There are times when a 1000 words story expands beyond the set limits of the flash format. Exceeding with a number of words is one thing ( I hear the flash set’s its boundaries somewhere around 1500, correct me if wrong), but when the story, in the process of writing, starts feeling like it needs more space, more time, more development, it grows into a serial.
I find serials tricky. At first they seem like a great idea, allowing the writer to set a future point, to add more and cut less, and when the installments come once a week there is plenty of time to build the next chapter. There is certain flexibility and new ideas are generated as the process of creating the universe of the story deepens.
I have personally felt much freedom in several cases. I had stories which I couldn’t tell in 1000 words and arranged the initial idea into one, two, three or more parts. The ways into which one flash story may develop, as a serial, are multiple. And because of that I believe them to be tricky and often fall in gaps that sometimes last longer than intended.
John Wiswell pointed himself and his ongoing serial “The Only Thing Worse is the Cure” as examples for such gaps. Maybe based on a few comments, but I still think the gaps between the installments are minor and don’t have effect when it comes to following the story. Perhaps the change in narrators and perspectives did that, but John would know better than me.
Whereas I on the other hand…well I have created gaps as vast as canyons between one part of an ongoing serial and the next. It ends up being paused rather than ongoing. I am going to use myself and my writings as examples.
I battled “Nightshift” a six part serial reasonably fast, with just one small gap. But two other serials I have abandoned at present time. I left creepy, ghostly “Sunflowers” hanging in the dark and am not sure if I am ever getting back to it, at least not soon. I left “Monsters” with only two chapters in order to transform it into a graphic novel which someday will meet light in 2 beautiful volumes. But there is one which I was super excited about, still am, but I don’t write it.
First to say, I think the problem with the gaps to originate from the fact that some stories are not initially intended to be serials. I trust my gaps to come exactly from that. The bigger the pause is the less the readers remember. And who would go back to read per se 10 chapters and try to remember what the heck was going on in this story?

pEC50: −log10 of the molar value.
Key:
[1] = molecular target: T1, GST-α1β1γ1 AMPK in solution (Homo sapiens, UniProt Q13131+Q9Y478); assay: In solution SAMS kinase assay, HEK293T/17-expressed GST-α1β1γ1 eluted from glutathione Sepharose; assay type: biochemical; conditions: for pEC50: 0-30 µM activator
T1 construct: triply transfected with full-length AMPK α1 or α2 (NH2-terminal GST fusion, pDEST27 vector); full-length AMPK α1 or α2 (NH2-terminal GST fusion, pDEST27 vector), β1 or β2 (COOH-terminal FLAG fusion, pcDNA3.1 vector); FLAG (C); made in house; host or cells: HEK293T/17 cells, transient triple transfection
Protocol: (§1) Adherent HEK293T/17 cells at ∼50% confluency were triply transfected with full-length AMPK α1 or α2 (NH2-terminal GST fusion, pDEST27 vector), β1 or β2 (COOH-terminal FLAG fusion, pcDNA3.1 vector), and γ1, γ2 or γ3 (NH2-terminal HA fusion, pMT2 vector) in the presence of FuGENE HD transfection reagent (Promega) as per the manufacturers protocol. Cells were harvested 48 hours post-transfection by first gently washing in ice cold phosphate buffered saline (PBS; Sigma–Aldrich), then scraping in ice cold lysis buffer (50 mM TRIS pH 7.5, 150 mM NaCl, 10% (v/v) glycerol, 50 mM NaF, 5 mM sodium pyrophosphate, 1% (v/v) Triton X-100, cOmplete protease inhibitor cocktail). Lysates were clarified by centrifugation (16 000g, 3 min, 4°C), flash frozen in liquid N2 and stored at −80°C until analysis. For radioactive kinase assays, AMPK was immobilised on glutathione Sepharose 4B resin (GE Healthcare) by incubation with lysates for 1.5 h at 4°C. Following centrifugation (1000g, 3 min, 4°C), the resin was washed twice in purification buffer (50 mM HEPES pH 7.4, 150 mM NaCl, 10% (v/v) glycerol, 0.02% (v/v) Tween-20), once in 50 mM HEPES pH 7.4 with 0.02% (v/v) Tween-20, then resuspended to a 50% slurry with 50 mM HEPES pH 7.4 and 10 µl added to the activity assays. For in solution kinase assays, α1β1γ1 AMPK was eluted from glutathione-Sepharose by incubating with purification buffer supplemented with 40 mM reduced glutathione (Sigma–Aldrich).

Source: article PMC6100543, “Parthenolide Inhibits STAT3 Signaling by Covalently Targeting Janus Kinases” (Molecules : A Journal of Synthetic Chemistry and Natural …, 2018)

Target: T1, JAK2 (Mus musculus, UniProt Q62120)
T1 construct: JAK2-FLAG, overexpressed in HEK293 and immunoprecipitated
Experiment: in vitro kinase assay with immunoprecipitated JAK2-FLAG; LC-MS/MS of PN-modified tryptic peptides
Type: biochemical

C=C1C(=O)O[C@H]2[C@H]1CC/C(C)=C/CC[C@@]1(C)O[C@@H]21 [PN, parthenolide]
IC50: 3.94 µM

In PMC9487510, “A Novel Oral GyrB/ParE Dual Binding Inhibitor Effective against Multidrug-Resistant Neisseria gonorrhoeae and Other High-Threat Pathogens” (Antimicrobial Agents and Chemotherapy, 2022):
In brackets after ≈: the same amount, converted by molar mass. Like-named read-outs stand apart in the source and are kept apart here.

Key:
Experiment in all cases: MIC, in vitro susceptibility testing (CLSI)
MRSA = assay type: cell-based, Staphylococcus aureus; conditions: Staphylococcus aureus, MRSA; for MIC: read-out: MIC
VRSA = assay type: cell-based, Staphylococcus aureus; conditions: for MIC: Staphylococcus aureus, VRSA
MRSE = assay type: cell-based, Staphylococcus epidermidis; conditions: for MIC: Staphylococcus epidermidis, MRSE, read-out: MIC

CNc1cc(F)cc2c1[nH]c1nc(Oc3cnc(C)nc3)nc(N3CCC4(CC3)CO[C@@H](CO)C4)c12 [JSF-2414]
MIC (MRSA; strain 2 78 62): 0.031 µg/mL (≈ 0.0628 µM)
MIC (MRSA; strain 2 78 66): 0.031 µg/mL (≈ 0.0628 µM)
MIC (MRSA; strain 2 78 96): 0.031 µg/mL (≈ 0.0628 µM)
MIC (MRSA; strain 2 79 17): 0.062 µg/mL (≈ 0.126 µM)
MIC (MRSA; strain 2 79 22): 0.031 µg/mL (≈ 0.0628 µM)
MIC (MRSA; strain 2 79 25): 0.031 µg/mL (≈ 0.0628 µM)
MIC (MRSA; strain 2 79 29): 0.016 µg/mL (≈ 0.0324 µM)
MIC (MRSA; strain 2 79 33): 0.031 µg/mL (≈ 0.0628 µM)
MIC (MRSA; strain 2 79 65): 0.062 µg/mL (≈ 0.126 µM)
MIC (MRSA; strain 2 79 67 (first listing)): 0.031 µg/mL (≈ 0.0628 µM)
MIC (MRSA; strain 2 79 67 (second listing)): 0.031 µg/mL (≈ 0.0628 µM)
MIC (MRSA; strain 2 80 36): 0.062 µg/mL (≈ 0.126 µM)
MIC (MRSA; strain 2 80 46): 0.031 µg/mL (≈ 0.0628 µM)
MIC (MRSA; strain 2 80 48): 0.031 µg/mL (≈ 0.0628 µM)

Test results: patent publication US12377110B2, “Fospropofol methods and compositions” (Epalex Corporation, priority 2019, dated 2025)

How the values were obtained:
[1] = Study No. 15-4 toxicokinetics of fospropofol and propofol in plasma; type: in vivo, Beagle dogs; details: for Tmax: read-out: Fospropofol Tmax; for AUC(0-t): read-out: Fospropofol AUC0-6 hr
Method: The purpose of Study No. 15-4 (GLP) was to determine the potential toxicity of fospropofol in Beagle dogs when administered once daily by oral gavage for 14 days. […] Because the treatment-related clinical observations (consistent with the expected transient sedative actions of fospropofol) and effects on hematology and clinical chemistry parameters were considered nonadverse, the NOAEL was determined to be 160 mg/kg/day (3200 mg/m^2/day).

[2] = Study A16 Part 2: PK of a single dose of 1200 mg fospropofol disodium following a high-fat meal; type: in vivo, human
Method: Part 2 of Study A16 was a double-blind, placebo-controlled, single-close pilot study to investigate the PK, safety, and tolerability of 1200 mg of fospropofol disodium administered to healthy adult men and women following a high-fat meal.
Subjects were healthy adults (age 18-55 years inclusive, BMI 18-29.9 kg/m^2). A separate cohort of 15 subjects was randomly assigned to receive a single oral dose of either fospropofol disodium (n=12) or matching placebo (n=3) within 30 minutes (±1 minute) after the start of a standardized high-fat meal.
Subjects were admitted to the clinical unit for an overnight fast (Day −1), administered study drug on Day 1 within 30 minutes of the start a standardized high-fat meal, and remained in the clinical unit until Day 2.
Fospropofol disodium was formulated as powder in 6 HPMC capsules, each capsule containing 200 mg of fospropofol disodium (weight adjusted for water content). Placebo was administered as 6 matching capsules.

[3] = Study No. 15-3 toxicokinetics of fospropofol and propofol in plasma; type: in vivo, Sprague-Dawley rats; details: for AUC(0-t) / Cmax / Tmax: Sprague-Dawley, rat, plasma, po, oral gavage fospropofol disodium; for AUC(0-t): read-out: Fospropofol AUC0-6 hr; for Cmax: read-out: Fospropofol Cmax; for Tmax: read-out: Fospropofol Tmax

I did a little experiment in my political sci-fi thriller (which still doesn’t have a proper name) and wrote some details to hint the upcoming events, and details which led to the first installment. I don’t think they hinted anything. I’ll allow myself to use this serial as the main example because I am working on it (in my head mostly) and thus I count it as an ongoing thing.
Here’s how I picture my failure: I have it planned ahead, but that would require time, something which I don’t always have on my side and sometimes feel the pressure of. Having a clear idea as to what will become of it in future terms I would want to write it down, but take time (extending it even more) to do that properly. That means I won’t be posting every week. Slowing down the tempo means I lose the readers, because they lose the original concept. Thus the gaps swallow all and at times I don’t see how and when this serial will be over and complete.
Now that I’m thinking, what’s the point in blogging a story piece by piece in this bizarre manner, I consider, why not pack it up in a small novelette and then offer the complete “product”? It would be easier, it will relax my anxiety of not meeting each week’s deadline, and it won’t trouble the readers of going back through posts and trying to make sense of what’s been happening and what’s to happen.
Could be the smart thing to do with a longer piece. It has its downsides, but the outcome might be more pleasing.
One thing is sure, gaps are mean and sometimes they stay for more than awhile. How to tackle them?
What do you think?